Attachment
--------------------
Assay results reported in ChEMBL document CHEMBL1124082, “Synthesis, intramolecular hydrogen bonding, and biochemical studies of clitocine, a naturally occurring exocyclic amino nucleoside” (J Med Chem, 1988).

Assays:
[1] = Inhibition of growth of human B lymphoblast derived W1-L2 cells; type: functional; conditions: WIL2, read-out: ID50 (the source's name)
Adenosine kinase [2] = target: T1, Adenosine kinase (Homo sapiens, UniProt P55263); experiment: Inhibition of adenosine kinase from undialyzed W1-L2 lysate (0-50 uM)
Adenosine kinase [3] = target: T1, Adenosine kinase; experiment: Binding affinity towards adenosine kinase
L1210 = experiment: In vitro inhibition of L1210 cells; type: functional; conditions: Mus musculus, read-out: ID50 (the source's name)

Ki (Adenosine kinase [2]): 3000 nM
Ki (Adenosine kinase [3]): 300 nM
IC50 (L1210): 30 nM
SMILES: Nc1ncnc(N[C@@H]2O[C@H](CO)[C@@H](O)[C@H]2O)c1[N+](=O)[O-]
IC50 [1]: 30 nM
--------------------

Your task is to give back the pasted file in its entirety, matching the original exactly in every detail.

Assay results reported in ChEMBL document CHEMBL1124082, “Synthesis, intramolecular hydrogen bonding, and biochemical studies of clitocine, a naturally occurring exocyclic amino nucleoside” (J Med Chem, 1988).

Assays:
[1] = Inhibition of growth of human B lymphoblast derived W1-L2 cells; type: functional; conditions: WIL2, read-out: ID50 (the source's name)
Adenosine kinase [2] = target: T1, Adenosine kinase (Homo sapiens, UniProt P55263); experiment: Inhibition of adenosine kinase from undialyzed W1-L2 lysate (0-50 uM)
Adenosine kinase [3] = target: T1, Adenosine kinase; experiment: Binding affinity towards adenosine kinase
L1210 = experiment: In vitro inhibition of L1210 cells; type: functional; conditions: Mus musculus, read-out: ID50 (the source's name)

Ki (Adenosine kinase [2]): 3000 nM
Ki (Adenosine kinase [3]): 300 nM
IC50 (L1210): 30 nM
SMILES: Nc1ncnc(N[C@@H]2O[C@H](CO)[C@@H](O)[C@H]2O)c1[N+](=O)[O-]
IC50 [1]: 30 nM